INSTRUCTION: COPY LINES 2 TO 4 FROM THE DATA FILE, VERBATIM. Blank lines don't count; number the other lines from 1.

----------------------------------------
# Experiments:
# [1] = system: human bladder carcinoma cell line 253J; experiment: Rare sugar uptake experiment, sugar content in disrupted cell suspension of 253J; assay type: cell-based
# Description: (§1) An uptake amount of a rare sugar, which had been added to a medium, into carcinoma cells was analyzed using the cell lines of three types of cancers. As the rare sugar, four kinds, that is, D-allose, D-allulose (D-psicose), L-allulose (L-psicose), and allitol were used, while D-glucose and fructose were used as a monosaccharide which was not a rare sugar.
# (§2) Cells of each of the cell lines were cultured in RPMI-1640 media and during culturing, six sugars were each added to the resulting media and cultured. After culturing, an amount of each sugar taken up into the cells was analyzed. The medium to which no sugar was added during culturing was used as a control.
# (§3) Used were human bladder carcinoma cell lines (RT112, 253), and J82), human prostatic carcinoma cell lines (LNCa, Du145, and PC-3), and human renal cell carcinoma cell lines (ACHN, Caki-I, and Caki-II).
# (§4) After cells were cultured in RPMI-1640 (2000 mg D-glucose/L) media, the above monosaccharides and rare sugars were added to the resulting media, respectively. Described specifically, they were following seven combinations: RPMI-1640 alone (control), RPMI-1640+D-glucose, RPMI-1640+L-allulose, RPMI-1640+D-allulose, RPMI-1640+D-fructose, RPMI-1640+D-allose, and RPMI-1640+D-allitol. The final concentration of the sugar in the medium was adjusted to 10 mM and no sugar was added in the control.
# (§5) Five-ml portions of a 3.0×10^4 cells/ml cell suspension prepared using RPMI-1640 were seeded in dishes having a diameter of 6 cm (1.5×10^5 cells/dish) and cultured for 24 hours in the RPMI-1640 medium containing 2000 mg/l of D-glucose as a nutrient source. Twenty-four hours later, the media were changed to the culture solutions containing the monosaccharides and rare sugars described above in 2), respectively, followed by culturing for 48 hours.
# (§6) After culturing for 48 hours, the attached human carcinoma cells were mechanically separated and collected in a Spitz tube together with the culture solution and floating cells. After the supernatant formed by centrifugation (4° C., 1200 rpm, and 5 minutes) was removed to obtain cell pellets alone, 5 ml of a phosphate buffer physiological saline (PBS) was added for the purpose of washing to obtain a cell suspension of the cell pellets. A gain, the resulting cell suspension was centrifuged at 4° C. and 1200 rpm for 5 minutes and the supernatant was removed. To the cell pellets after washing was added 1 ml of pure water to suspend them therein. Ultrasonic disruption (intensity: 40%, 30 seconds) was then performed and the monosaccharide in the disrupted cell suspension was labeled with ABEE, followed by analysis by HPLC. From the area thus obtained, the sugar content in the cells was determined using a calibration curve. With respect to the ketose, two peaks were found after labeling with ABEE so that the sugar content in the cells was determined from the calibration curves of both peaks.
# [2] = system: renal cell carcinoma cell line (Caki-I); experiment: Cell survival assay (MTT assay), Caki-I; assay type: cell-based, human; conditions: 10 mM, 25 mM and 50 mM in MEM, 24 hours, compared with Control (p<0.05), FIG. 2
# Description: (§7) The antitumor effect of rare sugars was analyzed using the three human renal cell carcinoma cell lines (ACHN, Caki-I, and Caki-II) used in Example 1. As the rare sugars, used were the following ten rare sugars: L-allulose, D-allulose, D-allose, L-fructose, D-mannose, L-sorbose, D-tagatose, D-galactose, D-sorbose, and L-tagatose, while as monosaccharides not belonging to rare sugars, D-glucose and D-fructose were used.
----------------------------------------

# [1] = system: human bladder carcinoma cell line 253J; experiment: Rare sugar uptake experiment, sugar content in disrupted cell suspension of 253J; assay type: cell-based
# Description: (§1) An uptake amount of a rare sugar, which had been added to a medium, into carcinoma cells was analyzed using the cell lines of three types of cancers. As the rare sugar, four kinds, that is, D-allose, D-allulose (D-psicose), L-allulose (L-psicose), and allitol were used, while D-glucose and fructose were used as a monosaccharide which was not a rare sugar.
# (§2) Cells of each of the cell lines were cultured in RPMI-1640 media and during culturing, six sugars were each added to the resulting media and cultured. After culturing, an amount of each sugar taken up into the cells was analyzed. The medium to which no sugar was added during culturing was used as a control.